Scout builds soaring memorial to those who stand their ground
Eagle Scout projects come and go. Most improve the community, but occasionally there’s one that leaves an especially indelible mark.
An Eagle project by Sandy Scout Chris Olsen seems to fit that bill – at least in the eyes of the city council
Chris, 17, erected a veteran’s memorial at Bell Canyon Park, 11400 South 1700 East, along with fellow scouts from troops #197 and # 804. (He is a member of both troops.)
The memorial consists of several columns anchored in the ground and engraved with the names of all the member families of the Armed Forces and their mottos.
The project began in fall 2011 and was recently completed.
In recognition of the extraordinary memorial, Mayor Tom Dolan and the city council passed a resolution May 7 honoring Chris and his peers for the project.
“We see a lot of Scouts doing their Eagle projects; they are terrific and we love them all. But I can’t think over the last number of years, anyone that has been more memorable, to hit our memories and our hearts as much as this one has done,” Dolan said.
“This is something I think you and your family for years to come, your own children someday, will come back with pride, legitimate pride,” he told Chris. “With the gratitude of the City, we want to thank you so much for this thoughtful Eagle project. We just thought it was very special.”
“I always wanted to do something big,” Chris said. “My Scoutmaster Brian Fishburn 197 likes the ones that last, that leave an impression. He pushed everyone to leave an impression with their project.”
Initially, Chris envisioned a rock garden with a fountain running through it at the park, which he lives close to. But city officials were concerned about safety and the maintenance of the garden.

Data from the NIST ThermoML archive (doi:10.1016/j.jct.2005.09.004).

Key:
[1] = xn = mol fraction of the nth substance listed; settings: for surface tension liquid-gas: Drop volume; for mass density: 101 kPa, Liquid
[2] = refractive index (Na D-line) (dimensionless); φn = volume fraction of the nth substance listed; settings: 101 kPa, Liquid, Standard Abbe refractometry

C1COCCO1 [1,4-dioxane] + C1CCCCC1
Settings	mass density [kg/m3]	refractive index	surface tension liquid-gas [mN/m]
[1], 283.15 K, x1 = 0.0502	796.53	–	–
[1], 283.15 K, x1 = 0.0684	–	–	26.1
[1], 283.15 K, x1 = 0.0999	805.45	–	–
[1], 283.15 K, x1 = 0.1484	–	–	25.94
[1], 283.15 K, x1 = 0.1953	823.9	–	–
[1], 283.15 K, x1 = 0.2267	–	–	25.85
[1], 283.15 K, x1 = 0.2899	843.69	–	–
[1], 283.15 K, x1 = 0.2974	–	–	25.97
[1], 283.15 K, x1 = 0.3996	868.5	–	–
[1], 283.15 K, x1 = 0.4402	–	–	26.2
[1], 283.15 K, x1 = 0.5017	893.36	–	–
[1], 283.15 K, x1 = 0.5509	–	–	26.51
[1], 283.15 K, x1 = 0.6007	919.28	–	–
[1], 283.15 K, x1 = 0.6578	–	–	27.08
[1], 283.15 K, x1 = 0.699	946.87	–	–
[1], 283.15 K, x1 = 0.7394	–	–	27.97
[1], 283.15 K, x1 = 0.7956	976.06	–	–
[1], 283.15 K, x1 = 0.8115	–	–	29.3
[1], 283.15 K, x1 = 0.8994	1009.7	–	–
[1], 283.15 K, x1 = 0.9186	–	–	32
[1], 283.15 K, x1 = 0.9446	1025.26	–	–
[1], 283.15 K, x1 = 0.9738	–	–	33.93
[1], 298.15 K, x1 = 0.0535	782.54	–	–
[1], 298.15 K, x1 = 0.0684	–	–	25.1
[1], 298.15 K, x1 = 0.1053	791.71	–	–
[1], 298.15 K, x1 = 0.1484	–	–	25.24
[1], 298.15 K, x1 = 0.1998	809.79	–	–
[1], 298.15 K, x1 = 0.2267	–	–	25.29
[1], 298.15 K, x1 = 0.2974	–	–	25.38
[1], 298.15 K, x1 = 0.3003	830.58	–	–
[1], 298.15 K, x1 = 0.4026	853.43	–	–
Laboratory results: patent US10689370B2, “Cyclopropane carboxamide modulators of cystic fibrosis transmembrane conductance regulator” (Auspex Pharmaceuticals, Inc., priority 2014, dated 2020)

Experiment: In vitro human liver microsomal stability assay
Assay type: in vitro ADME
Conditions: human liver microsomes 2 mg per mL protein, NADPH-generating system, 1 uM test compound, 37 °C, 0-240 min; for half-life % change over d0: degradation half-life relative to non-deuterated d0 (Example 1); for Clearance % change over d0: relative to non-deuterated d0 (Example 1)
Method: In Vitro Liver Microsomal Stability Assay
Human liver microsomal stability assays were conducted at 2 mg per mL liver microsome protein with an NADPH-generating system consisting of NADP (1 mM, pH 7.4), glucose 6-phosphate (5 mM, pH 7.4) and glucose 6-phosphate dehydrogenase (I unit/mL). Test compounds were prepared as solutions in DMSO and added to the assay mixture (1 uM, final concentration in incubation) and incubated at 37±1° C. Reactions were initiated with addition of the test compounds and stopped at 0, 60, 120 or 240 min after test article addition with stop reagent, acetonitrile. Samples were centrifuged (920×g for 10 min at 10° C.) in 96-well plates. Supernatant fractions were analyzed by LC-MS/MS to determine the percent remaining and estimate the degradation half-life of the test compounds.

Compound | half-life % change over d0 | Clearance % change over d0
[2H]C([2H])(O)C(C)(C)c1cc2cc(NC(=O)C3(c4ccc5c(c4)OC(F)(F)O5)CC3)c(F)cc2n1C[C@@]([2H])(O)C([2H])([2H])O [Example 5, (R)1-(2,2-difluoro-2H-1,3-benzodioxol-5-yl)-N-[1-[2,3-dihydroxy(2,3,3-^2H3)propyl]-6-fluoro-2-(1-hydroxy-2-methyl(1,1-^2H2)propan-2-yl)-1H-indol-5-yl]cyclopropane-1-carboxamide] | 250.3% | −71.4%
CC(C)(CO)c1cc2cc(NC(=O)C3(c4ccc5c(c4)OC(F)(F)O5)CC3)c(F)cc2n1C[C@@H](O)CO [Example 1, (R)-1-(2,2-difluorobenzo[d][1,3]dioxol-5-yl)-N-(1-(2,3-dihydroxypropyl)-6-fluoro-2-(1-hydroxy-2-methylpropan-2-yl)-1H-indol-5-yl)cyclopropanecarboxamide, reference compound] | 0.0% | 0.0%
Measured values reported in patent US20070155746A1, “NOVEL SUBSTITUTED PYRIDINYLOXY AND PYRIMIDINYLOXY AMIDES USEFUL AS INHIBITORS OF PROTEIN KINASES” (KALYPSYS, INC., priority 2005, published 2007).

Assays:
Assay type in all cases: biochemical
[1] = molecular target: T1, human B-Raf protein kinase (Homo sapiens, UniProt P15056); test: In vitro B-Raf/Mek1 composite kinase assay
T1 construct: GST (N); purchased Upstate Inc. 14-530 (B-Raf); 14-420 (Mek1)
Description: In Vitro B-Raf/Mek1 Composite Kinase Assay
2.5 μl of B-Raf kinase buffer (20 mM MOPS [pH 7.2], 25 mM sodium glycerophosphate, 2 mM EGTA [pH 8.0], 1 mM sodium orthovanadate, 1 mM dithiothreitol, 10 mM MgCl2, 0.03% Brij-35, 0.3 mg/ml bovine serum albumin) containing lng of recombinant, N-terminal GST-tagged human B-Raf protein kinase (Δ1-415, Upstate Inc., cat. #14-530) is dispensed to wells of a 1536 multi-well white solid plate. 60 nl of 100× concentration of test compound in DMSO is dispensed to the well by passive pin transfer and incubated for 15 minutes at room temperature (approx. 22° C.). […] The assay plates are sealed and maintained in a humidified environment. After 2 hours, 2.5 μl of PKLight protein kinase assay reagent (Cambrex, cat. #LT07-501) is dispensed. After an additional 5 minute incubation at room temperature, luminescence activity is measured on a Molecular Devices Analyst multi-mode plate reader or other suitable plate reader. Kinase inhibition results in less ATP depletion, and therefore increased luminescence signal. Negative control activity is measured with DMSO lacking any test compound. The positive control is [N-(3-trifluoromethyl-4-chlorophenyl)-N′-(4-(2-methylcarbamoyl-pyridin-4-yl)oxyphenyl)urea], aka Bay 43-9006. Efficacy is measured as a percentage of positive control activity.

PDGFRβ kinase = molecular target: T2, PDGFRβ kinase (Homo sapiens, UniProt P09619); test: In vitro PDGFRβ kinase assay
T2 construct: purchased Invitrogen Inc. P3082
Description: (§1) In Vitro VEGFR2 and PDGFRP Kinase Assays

So he went back to the drawing board and with landscape architect Eric Sanchez came up with the idea to honor the members of the military.
They bought the columns at an extremely reduced cost from American Stone.
Installation was last October and the engraving was done this spring.
The columns, which jut skyward, range in height from about 12 inches to 6 feet. Buried in two feet of cement, they’re not going anywhere. Just like those they honor.
In the end, Chris was impressed with what they had accomplished.
“I really wasn’t sure how it would come out. I had trouble imagining it,” he said.”The engraving was definitely what made it.”
Chris hopes his project will do as Fishburn had encouraged: leave an impression.
“Just kind of to be another reminder of the beauty of nature and of the sacrifices those in the Armed Forces make for us all of the time,” he said.
Chris is working on the paperwork he needs to submit to get his Eagle. Currently finishing up his junior year at The Waterford School, Christ will be the student body president next year.
“I think Chris’ Eagle project is awesome,” his mother, Velia Olsen, said. “He wanted to do something big, and I think he did it. I love the fact that it was dedicated for the people who have died for our country. That is big. I’m very proud of him.”